ot: Our FOOD SUPPLY outlook

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EvEnStEvEn

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Our nation's food supply is strong, according to this New York Times article.

Here's a few excerpts:

"Retailers say the frenzy started about two weeks ago, when customers could not find hand sanitizers and wipes, which were actually in short supply. But that set off a wave of panic buying that spread in recent days to include bread, canned goods, milk and frozen food.

These items are moving through the supply chain, but cannot reach the stores quickly enough so retailers have asked suppliers to produce more."

"The aisles and aisles of empty store shelves give the appearance that the United States, improbably and alarmingly, is running out of food. But the nation’s biggest retailers, dairy farmers and meat producers say that isn’t so. The food supply chain, they say, remains intact and has been ramping up to meet the unprecedented stockpiling brought on by the coronavirus pandemic.

Even so, shoppers can most likely expect to see empty shelves intermittently, as the nation’s network of food producers, distributors and retailers are stretched as never before. Industries that are calibrated to supply consumers with just enough of what they need on a given day cannot keep up with a nationwide surge of relentless shopping fueled in large part by fear."



 

Mcjnic

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Total idiocy to even have to print that.
The Unites States short of food??? Seriously???
Good grief.
"journalism" ... yup.
 

tris66

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Stock piling? No. Do I always have a few months of supplies on hand? Yes. Anybody who has paid attention to even recent history of floods, tornadoes, hurricanes, political upheaval, etc should have this figured out.
Total idiocy to even have to print that.
The Unites States short of food??? Seriously???
Good grief.
"journalism" ... yup.
I agree that the fear mongering needs to stop. And: You may wish to look into the facts on where the food in the US comes from. The percentage that comes from out of country is very high. Last time I read up on this the average food product on the shelves travels 1500 miles. "On time" supply chains are also another fact that people do not take into account. Generally, there are no local warehouses like there were 30+ years ago. Food supplies are trucked in daily. Stores in the average city have enough food on hand for about 3 days.
Once again, history will teach you that life is a bitch. Americans think it can't happen here.... all empires and civilizations fall.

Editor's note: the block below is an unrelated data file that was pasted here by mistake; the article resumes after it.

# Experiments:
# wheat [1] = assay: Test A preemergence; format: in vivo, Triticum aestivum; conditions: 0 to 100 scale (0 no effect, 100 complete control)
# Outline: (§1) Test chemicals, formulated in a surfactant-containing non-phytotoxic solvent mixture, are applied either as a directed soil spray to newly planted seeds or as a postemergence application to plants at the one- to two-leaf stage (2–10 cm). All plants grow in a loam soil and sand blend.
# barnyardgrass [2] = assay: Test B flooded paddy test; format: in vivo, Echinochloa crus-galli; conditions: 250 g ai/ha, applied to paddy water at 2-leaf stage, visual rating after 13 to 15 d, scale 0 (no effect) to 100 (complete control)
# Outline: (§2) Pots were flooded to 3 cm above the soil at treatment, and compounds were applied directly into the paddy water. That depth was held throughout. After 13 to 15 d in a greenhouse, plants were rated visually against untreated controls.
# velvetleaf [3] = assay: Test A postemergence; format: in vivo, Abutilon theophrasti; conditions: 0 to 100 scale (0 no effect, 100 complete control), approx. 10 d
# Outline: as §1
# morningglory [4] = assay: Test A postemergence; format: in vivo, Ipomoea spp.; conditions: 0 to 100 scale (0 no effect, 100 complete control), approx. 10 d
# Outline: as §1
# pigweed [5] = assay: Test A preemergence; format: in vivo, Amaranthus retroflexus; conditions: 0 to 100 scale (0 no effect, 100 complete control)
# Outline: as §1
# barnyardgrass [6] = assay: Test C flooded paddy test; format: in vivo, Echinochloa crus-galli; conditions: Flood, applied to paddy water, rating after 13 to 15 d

BennyK

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We have more than usual, but nothing like hoarding .

I actually bought canned food I haven't considered for decades - stuff everybody's mum used to have in the kitchen . You know, the stuff health food stores warned us about . Sardines,tuna,salmon,corned beef Kraft Dinner etc .

Wouldn't hurt to have a 5 gallon jug of gas handy and a good assortment of CC CCC AA AAA batteries .
 

Mcjnic

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Stock piling? No. Do I always have a few months of supplies on hand? Yes. Anybody who has paid attention to even recent history of floods, tornadoes, hurricanes, political upheaval, etc should have this figured out.

I agree that the fear mongering needs to stop. And: You may wish to look into the facts on where the food in the US comes from. The percentage that comes from out of country is very high. Last time I read up on this the average food product on the shelves travels 1500 miles. "On time" supply chains are also another fact that people do not take into account. Generally, there are no local warehouses like there were 30+ years ago. Food supplies are trucked in daily. Stores in the average city have enough food on hand for about 3 days.
Once again, history will teach you that life is a bitch. Americans think it can't happen here.... all empires and civilizations fall.
My main home is at the foothills of the Ouichita Mountains. If a person wants food, they can open a door and shoot it. Or, if you are like me ... a veggie ... you walk out and pick it.
Food is plentiful.
Good food isn’t found on a store shelf or in the freezer section.
The America’s have an abundance of food.